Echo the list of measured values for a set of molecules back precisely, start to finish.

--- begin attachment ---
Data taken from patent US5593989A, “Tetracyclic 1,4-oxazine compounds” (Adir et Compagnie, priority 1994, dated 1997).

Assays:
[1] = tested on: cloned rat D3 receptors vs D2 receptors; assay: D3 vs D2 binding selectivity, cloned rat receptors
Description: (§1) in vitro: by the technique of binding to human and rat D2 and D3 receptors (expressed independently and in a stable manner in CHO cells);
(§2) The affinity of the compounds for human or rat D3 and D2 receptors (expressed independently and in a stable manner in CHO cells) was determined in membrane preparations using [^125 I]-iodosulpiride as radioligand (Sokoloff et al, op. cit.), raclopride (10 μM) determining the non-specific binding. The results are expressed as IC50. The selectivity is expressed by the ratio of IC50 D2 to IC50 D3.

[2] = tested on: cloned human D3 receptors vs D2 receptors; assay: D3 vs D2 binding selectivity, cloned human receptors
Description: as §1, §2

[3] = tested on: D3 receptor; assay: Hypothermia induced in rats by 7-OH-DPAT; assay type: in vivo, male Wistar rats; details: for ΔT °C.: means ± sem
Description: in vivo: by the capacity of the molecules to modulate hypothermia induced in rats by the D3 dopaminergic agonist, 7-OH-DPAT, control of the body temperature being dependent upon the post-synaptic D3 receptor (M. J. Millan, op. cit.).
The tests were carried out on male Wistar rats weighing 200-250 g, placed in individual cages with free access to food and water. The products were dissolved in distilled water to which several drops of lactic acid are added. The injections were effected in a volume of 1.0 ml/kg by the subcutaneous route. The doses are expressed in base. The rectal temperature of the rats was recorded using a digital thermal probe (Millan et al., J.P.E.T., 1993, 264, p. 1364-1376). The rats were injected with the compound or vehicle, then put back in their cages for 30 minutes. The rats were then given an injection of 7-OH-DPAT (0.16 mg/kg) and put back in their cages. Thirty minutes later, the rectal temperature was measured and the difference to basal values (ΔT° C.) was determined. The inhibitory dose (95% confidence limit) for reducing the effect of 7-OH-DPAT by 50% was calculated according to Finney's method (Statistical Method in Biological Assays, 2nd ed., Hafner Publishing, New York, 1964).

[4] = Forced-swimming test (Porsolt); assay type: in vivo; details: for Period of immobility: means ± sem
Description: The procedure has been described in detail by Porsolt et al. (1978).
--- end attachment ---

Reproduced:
Data taken from patent US5593989A, “Tetracyclic 1,4-oxazine compounds” (Adir et Compagnie, priority 1994, dated 1997).

Assays:
[1] = tested on: cloned rat D3 receptors vs D2 receptors; assay: D3 vs D2 binding selectivity, cloned rat receptors
Description: (§1) in vitro: by the technique of binding to human and rat D2 and D3 receptors (expressed independently and in a stable manner in CHO cells);
(§2) The affinity of the compounds for human or rat D3 and D2 receptors (expressed independently and in a stable manner in CHO cells) was determined in membrane preparations using [^125 I]-iodosulpiride as radioligand (Sokoloff et al, op. cit.), raclopride (10 μM) determining the non-specific binding. The results are expressed as IC50. The selectivity is expressed by the ratio of IC50 D2 to IC50 D3.

[2] = tested on: cloned human D3 receptors vs D2 receptors; assay: D3 vs D2 binding selectivity, cloned human receptors
Description: as §1, §2

[3] = tested on: D3 receptor; assay: Hypothermia induced in rats by 7-OH-DPAT; assay type: in vivo, male Wistar rats; details: for ΔT °C.: means ± sem
Description: in vivo: by the capacity of the molecules to modulate hypothermia induced in rats by the D3 dopaminergic agonist, 7-OH-DPAT, control of the body temperature being dependent upon the post-synaptic D3 receptor (M. J. Millan, op. cit.).
The tests were carried out on male Wistar rats weighing 200-250 g, placed in individual cages with free access to food and water. The products were dissolved in distilled water to which several drops of lactic acid are added. The injections were effected in a volume of 1.0 ml/kg by the subcutaneous route. The doses are expressed in base. The rectal temperature of the rats was recorded using a digital thermal probe (Millan et al., J.P.E.T., 1993, 264, p. 1364-1376). The rats were injected with the compound or vehicle, then put back in their cages for 30 minutes. The rats were then given an injection of 7-OH-DPAT (0.16 mg/kg) and put back in their cages. Thirty minutes later, the rectal temperature was measured and the difference to basal values (ΔT° C.) was determined. The inhibitory dose (95% confidence limit) for reducing the effect of 7-OH-DPAT by 50% was calculated according to Finney's method (Statistical Method in Biological Assays, 2nd ed., Hafner Publishing, New York, 1964).

[4] = Forced-swimming test (Porsolt); assay type: in vivo; details: for Period of immobility: means ± sem
Description: The procedure has been described in detail by Porsolt et al. (1978).